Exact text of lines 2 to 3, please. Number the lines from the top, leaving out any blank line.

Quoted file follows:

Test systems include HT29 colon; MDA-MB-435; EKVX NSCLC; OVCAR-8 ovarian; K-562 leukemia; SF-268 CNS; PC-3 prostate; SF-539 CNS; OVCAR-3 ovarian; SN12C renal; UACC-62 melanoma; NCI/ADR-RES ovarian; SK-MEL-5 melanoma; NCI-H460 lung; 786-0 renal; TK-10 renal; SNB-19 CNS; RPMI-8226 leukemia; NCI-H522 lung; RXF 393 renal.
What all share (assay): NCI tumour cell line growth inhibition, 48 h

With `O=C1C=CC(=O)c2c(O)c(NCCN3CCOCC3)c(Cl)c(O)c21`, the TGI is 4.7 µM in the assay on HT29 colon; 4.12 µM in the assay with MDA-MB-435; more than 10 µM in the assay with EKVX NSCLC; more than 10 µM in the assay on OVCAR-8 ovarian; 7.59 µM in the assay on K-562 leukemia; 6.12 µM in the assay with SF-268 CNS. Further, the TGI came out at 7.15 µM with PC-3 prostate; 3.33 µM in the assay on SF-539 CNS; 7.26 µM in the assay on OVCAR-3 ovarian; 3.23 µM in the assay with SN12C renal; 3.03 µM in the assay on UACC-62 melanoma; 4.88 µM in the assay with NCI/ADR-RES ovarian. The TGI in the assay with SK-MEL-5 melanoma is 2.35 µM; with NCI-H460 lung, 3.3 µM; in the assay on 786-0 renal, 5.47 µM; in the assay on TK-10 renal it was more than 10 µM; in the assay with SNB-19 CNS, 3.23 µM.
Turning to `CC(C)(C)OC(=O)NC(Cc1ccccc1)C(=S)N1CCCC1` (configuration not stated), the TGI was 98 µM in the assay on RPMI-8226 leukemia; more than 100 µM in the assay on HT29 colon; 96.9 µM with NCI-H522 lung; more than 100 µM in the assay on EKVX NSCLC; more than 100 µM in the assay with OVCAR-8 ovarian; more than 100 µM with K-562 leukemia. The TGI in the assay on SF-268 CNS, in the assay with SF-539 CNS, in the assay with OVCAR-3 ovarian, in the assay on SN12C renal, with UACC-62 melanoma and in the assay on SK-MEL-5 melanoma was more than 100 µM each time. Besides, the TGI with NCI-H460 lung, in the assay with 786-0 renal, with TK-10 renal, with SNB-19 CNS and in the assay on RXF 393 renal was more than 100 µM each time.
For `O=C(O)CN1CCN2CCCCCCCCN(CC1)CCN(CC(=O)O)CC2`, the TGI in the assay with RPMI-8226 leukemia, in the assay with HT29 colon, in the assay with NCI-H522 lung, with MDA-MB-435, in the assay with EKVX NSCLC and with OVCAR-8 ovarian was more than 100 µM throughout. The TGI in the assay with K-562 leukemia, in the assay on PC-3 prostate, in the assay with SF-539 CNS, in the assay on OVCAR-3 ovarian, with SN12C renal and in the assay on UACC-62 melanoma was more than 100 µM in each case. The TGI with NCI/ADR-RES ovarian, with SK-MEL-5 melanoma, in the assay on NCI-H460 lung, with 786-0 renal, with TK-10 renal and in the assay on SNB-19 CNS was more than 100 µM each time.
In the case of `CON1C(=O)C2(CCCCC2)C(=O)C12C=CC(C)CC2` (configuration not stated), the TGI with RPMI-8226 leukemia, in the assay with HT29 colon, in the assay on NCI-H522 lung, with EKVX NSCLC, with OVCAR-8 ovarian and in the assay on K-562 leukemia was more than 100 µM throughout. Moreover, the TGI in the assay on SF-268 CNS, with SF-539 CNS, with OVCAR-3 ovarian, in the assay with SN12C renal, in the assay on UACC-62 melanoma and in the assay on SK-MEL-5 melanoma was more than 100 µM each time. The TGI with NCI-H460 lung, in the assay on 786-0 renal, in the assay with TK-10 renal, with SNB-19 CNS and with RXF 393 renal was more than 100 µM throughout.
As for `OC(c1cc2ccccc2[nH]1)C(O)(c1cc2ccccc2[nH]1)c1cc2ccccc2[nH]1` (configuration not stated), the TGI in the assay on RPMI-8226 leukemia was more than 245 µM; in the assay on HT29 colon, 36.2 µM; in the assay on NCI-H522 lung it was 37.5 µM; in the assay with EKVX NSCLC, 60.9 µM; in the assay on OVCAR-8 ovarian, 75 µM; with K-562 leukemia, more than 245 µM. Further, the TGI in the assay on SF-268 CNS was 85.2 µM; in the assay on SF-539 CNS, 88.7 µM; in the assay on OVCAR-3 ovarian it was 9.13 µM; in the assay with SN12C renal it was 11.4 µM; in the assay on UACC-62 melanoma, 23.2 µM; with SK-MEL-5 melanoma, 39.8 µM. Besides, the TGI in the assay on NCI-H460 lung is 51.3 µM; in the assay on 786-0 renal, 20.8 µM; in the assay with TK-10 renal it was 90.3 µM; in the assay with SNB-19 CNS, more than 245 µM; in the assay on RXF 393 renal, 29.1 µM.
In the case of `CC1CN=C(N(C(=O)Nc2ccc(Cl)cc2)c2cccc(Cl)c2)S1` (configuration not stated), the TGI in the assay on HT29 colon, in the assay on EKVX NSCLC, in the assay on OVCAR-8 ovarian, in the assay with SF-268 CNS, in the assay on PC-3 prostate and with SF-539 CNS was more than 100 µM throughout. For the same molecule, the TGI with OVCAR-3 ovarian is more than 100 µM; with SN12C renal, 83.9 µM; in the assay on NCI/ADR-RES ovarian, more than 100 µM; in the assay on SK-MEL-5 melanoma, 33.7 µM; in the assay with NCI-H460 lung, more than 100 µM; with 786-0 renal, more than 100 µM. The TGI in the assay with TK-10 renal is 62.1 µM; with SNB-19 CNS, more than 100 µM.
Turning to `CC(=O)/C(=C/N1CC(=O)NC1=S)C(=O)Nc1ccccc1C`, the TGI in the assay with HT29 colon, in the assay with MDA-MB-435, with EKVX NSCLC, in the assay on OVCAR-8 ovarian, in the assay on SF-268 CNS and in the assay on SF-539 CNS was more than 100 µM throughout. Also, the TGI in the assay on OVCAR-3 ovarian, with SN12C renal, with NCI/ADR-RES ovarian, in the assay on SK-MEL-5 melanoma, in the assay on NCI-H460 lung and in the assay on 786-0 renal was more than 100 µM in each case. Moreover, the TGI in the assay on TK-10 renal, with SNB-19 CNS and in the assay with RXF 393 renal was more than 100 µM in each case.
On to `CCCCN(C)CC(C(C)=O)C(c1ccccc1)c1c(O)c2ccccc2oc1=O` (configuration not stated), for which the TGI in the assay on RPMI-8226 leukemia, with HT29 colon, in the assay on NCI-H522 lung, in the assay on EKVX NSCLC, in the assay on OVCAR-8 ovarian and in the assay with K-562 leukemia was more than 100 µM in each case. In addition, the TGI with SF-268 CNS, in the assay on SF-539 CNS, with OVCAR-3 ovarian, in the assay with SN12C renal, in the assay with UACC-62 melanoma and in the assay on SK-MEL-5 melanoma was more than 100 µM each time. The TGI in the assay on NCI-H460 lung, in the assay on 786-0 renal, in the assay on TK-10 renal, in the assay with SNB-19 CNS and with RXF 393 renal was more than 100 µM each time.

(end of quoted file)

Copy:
What all share (assay): NCI tumour cell line growth inhibition, 48 h

With `O=C1C=CC(=O)c2c(O)c(NCCN3CCOCC3)c(Cl)c(O)c21`, the TGI is 4.7 µM in the assay on HT29 colon; 4.12 µM in the assay with MDA-MB-435; more than 10 µM in the assay with EKVX NSCLC; more than 10 µM in the assay on OVCAR-8 ovarian; 7.59 µM in the assay on K-562 leukemia; 6.12 µM in the assay with SF-268 CNS. Further, the TGI came out at 7.15 µM with PC-3 prostate; 3.33 µM in the assay on SF-539 CNS; 7.26 µM in the assay on OVCAR-3 ovarian; 3.23 µM in the assay with SN12C renal; 3.03 µM in the assay on UACC-62 melanoma; 4.88 µM in the assay with NCI/ADR-RES ovarian. The TGI in the assay with SK-MEL-5 melanoma is 2.35 µM; with NCI-H460 lung, 3.3 µM; in the assay on 786-0 renal, 5.47 µM; in the assay on TK-10 renal it was more than 10 µM; in the assay with SNB-19 CNS, 3.23 µM.